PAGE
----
Yep… you read that right, a Kurt Shirt. Why? Because I get bored sometimes, that’s why…. and, I can get these made and shipped by Amazon (Prime). So, if you like my site or my YouTube Channel and you want an awesome shirt to boot, then check these out. I will have more styles available as I can, but for now… here’s what I got. You can also find these by searching Amazon for Kurt Zitzelman Outdoors or from the Kurt Shirts link at the top of the page.
Get my Big Ol’ Dumb Face Logo on your back… this is for the true, die hard KZO fan! You’d have to be in order to be seen in this thing! Only $19.99 and processed by Amazon!
Inspired by the sunrise on a recent trip to the Catskill Mountains during which I saw absolutely no one else on the trail for 3 days. The new Solitude shirt has a lot less of the Big Ol’ Dumb Face logo and more… well… solitude! Only $19.99 and processed by Amazon!
Seems like an odd title, I know… but I have seem a swimming bear at this week’s destination before. Shohola Marsh Reservoir in Pike County PA is a 595 acre (accessible size … over 1,100 acres if you include the restricted waterfowl propagation areas) man-made lake. I have kayaked here five or six times and every time I see at least one Bald Eagle. Today’s visit was no exception with at least five Eagle sightings. One thing that was a little unexpected was that, even though it’s only August 12th, the trees already appear to be showing some fall color! Not much yet, but this is earlier than I can remember in recent years.
Last Saturday was another day without a plan. I wanted to go somewhere new, but as I mentioned last week it gets increasingly difficult to find new places close to home. I thought I had found 2 new lakes to paddle, but found out last minute the the larger of the two, Lake Minsi, has recently been drawn down for dam repair… like a lot of other man-made lakes in the area. Since it was over a hour drive to get there, I decided to abandon that plan considering that only one, relatively small lake was now accessible.
My friend suggested nearby Fords Lake, a spot that I have driven by many times and never realized it had a boat ramp or was publicly accessible. So we drove up to Clarks Summit and checked it out. I was pleasantly surprised.
(more after video)
After Fords Lake, we decided it was time for some lunch and wound up back in Tunkhannock were we ate at the Downtown Deli, great little spot by the way. After lunch and while we were right next to it, we decided to go try our luck in the Susquehanna River. I say “try our luck” because we have had a lot of rain this summer, so there was a lot of water in the river. We headed up river, just in case the current got too strong we could coast back to the launch. Good thing we did, because about a 1/4 mile up river we hit much stronger current and had a very difficult time paddling against it. Always better safe than sorry, although a can see a multi day river trip in the future.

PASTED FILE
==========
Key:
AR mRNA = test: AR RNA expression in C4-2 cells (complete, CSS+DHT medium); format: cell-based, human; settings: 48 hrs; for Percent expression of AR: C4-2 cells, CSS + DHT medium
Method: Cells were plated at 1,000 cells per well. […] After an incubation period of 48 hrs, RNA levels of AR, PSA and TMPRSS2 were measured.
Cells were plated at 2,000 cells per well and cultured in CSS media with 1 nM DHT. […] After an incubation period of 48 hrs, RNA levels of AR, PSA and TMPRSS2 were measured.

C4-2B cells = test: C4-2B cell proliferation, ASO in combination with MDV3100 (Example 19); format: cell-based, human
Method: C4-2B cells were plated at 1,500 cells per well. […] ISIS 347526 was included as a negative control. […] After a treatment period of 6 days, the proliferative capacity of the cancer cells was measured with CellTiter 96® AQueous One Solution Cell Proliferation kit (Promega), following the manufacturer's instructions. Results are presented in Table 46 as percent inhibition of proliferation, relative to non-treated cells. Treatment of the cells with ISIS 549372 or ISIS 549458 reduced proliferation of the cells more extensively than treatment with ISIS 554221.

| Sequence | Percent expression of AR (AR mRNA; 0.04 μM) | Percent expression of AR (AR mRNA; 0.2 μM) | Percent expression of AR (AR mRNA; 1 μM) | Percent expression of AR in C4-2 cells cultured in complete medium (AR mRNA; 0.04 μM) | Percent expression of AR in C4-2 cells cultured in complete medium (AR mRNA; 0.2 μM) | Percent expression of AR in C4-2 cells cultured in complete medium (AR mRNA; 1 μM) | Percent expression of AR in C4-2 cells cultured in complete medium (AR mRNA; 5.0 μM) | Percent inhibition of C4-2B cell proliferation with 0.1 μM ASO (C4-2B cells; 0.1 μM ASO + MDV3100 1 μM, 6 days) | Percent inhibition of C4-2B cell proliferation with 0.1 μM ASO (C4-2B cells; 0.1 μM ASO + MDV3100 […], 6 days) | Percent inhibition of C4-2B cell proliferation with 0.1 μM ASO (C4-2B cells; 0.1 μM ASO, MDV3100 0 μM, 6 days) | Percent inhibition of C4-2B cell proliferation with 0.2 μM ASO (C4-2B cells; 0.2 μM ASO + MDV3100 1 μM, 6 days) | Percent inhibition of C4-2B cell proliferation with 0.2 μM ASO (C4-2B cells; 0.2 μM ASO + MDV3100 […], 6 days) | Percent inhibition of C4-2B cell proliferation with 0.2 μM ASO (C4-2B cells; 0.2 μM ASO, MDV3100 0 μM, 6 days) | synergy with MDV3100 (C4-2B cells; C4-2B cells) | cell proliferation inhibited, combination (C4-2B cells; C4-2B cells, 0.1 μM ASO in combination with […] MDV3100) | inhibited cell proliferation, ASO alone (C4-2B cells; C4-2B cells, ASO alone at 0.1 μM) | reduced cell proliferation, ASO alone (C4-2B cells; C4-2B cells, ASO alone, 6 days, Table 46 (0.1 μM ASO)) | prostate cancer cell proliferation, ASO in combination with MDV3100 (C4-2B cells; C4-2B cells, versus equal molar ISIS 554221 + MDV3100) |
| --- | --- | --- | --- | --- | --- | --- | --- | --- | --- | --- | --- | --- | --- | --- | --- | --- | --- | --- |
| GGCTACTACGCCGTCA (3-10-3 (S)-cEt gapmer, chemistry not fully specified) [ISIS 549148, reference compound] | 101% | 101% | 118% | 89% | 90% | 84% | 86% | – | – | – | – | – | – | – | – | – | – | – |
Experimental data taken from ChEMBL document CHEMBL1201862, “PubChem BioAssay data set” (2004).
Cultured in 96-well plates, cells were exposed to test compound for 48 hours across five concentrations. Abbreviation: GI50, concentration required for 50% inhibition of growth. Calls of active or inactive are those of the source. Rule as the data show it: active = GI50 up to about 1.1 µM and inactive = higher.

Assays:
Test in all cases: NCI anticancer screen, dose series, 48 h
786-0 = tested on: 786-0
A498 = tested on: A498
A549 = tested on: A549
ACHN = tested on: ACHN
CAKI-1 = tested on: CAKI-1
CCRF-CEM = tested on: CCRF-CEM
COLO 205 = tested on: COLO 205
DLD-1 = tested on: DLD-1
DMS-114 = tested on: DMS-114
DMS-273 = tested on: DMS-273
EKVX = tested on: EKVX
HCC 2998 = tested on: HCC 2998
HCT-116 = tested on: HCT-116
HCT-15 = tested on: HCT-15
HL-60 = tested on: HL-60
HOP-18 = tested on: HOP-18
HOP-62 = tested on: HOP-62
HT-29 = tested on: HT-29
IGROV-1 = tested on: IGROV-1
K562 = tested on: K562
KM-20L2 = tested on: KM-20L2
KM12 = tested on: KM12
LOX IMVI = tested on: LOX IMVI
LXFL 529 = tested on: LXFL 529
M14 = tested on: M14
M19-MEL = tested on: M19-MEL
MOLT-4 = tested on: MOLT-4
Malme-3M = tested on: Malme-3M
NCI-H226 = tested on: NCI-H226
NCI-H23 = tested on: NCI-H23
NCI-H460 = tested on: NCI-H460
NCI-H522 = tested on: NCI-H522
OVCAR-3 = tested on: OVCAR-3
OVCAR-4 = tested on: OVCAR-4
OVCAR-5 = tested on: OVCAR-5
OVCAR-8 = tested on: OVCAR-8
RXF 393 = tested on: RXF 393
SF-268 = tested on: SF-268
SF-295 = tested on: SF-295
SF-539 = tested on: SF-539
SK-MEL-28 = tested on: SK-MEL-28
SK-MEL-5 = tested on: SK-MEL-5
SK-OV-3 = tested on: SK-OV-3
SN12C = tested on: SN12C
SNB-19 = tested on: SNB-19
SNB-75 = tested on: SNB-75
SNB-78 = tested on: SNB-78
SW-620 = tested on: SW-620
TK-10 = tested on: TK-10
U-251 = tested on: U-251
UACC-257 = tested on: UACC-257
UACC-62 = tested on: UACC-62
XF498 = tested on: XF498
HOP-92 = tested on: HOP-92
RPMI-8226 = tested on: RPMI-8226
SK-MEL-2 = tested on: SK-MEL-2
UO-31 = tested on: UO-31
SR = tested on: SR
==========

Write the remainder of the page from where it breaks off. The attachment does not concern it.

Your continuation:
Sometimes it’s tough to find new places in your local area. Over the past 3 years I’ve kayaked in most of the accessible lakes and ponds in my area, besides the extremely busy places. So, I occasionally have a hard time figuring out what I going to do on the weekends. Last weekend was one of those times.
I decided, fairly early on Saturday (like 5am early) that I was going to start the day at Prompton State Park, but I had no plans for after that. After spending 3 hours kayaking at Prompton I went home and searched the PA Fish and Boat Commission page – http://fishandboat.com and found Stevens Lake, a smal lake about 45 minutes from home that I had never been to before. (more after video)
As I found this new spot to kayak I decided to also stop at Lackawanna State Park for a sunset paddle, which turned out to be a beautiful night. Considering I started the day with no plans… 14 hours of kayaking and exploring was a nice surprise. It just goes to show, that you can always find something to do as long as you try.
Bradys Lake was drawn down and had it’s dam repaired in the early 2000’s, during that time remnants of old structures that were used for hauling ice in the 1800’s. Now, the lake is used for recreation. Fishing and kayaking are popular as is hiking along he trails around the water and in to the surrounding state game lands. Check out the video to get a look at this secluded lake in the Poconos.